The selection of consultants will be aimed at maximizing the overall qualities in the following areas:
Required Skills and Experience
Price Proposal and Schedule of Payments:
Consultant must send a financial proposal based on Daily Fee.
Consultant shall quote an all-inclusive Daily Fee for the contract period. The term “all-inclusive” implies that all costs (professional fees, communications, consumables, etc.) that could be incurred by the IC in completing the assignment are already factored into the daily fee submitted in the proposal. If applicable, travel or daily allowance cost (if any work is to be done outside the IC’s duty station) should be identified separately. Payments shall be done on a monthly basis based on actual days worked, upon verification of completion of deliverables and approval by the IC’s supervisor of a Time Sheet indicating the days worked in the period.
In general, UNDP shall not accept travel costs exceeding those of an economy class ticket. Should the IC wish to travel on a higher class he/she should do so using their own resources.
In the event of unforeseeable travel not anticipated in this TOR, payment of travel costs including tickets, lodging and terminal expenses should be agreed upon, between the respective business unit and the Individual Consultant, prior to travel and will be reimbursed.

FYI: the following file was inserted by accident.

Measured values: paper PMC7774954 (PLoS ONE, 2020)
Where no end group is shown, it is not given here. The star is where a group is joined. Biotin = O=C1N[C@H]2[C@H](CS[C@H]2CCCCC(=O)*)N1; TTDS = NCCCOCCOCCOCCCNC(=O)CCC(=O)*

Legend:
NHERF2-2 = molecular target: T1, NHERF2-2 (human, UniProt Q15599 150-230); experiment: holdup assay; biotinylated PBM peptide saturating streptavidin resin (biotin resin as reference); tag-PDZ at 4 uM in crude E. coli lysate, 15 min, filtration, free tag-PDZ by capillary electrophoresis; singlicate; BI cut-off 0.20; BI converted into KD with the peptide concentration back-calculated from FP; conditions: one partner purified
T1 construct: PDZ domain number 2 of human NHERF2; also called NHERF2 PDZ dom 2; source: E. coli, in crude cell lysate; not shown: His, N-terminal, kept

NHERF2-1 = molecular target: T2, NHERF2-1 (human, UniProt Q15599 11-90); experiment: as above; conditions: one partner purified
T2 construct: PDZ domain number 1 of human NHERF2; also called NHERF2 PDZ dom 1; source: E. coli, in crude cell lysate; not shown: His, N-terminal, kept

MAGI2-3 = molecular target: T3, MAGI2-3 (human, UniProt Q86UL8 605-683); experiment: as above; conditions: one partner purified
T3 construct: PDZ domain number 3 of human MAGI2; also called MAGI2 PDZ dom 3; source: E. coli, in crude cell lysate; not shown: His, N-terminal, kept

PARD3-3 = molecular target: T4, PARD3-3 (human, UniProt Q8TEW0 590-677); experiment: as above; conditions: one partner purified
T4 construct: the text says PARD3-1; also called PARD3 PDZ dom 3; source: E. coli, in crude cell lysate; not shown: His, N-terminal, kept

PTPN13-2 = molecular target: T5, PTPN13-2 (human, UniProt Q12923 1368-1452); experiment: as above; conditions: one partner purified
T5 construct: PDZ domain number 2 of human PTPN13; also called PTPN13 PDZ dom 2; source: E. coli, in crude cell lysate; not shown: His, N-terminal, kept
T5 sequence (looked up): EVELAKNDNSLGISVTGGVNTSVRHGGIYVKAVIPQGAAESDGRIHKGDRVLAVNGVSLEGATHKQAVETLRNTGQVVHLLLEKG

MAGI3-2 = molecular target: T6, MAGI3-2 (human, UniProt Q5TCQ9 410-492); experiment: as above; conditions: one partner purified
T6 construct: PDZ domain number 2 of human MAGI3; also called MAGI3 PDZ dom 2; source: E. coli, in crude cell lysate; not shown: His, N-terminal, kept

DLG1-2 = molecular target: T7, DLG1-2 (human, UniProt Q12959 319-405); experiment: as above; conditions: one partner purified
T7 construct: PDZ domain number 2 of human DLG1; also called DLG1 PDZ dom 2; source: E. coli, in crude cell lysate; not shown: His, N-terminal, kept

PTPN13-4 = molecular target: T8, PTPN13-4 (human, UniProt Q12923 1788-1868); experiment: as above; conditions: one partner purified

Evaluation Method and Criteria:
Individual consultants will be evaluated based on Cumulative Analysis.
Only those candidates that meet the minimum level of education and relevant years of experience requirements will be considered for the technical evaluation. The technical evaluation will include a desk review to select the shortlisted candidates. The technical evaluation may also include interviews with shortlisted candidate(s).
The selection of the best offer from the shortlisted candidates will be based on a Combined Scoring method – where the technical evaluation (desk review and interview) will be weighted a maximum of 70 points, and combined with the price offer which will be weighted a maximum of 30 points. The 70 points rating shall be based on how well the Offer- or meets the minimum qualifications/competencies described above.